Today we are hearing three bills that aim to bring much-needed solutions to a slow-moving train wreck that has overtaken our public lands.
Decades of failed polices and hands-off management of our forests have left the majority of these lands in an unnatural, and unhealthy state. What was once a valuable asset that provided raw material for a growing and prosperous nation, clean water, recreation and numerous other benefits has deteriorated into an extreme liability to western communities and the environment.
It is time for a paradigm shift in restoring our landscape so that national forests can once again meet the purposes for which they were established. For decades we've witnessed the problem and have known the solution. While some try to convolute and distract from the debate for their radical agendas, the solution is simple - we need to remove the volume of fuels that these forests are adding to themselves at a rate of 30% each year. The Native Americans used fire, modem
man used forest management; the federal government removed both and now nature is in the process of replacing them with its own scorched earth policy.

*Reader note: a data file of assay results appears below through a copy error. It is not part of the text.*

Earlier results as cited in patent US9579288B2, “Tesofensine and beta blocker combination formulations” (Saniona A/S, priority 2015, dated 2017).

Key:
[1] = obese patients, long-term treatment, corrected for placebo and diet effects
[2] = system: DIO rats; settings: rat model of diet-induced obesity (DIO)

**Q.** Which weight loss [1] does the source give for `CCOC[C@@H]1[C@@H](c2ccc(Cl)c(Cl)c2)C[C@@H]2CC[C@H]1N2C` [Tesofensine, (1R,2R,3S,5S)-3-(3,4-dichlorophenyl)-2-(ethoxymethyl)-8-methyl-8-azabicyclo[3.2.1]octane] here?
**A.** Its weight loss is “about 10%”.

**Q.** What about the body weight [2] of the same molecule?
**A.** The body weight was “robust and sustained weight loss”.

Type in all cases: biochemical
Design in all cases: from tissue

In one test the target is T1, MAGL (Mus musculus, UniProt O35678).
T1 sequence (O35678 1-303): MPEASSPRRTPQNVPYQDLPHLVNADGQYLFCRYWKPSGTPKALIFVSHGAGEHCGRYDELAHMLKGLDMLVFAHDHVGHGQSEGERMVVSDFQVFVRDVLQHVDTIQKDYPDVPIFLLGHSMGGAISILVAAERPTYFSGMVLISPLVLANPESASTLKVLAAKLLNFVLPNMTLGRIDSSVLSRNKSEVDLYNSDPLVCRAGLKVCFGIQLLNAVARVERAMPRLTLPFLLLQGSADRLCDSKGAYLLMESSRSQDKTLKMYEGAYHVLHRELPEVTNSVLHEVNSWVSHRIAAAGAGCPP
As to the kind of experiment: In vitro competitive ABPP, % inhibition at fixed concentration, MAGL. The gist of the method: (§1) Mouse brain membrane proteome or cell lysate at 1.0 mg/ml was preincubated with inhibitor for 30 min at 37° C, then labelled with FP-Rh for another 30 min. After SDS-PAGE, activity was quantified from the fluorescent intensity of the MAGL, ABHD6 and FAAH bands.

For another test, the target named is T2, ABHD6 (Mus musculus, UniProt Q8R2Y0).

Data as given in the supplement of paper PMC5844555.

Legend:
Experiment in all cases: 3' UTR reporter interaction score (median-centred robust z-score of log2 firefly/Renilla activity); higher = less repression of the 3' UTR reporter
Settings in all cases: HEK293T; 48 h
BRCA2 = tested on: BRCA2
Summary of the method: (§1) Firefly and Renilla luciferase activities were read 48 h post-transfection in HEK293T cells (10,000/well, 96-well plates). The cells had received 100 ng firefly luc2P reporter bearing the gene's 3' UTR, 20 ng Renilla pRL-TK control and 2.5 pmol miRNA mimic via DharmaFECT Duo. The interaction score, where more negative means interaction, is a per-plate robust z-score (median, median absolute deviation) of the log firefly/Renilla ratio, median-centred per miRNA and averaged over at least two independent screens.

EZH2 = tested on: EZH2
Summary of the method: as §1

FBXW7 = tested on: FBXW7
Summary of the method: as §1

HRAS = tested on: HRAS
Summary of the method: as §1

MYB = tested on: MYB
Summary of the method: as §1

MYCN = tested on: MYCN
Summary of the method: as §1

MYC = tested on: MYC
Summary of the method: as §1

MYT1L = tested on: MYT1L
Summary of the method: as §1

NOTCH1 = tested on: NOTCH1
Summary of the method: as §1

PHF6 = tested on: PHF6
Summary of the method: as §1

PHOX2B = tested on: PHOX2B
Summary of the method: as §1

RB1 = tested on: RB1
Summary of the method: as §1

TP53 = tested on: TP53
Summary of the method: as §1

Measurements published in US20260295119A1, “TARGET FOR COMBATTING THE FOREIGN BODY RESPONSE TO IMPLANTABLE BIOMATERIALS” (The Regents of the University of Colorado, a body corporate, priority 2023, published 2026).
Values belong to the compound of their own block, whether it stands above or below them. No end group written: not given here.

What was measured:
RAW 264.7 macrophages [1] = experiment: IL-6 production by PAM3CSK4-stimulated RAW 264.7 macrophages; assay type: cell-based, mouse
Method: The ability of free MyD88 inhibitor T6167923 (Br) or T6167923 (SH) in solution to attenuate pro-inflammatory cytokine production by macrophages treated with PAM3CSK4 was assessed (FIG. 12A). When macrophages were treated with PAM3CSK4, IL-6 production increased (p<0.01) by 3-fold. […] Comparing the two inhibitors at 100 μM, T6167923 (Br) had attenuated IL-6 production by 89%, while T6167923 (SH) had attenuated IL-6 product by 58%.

This is the fourth hearing this subcommittee has held on this issue within the last year, and the response has been the same - we need to get back to the business of managing our lands.
Some like to argue that the problem is funding. Obviously the hardworking and dedicated land managers on the ground are not going to implement forest management for free. Yet funding does nothing to undo the Gordian knot of regulation, conflicting mandates, and obstruction that fonner Forest Service Chief Dale Bosworth self-diagnosed as "analysis paralysis."
Again, this is not a new issue, and not a new solution. We need to thin the trees. We do not need more "experiments" or more "pilots" to tell us what the problem is. We simply need to provide land managers the direction, flexibility, and encouragement to work with affected communities and stakeholders and get back into the forest.
I'm encouraged that two of our colleagues from areas that have been tragic victims of these conditions have worked on legislation to do just that, and restore management to the landscape. I thank Mr. Tipton and Mr. Gosar for their hard work, as well as Ranking Member Markey for his recognition of the need for a more active approach to our forest resources than has occurred
under current mismanagement of the federal estate. I thank our witnesses for joining us and look forward to their testimony.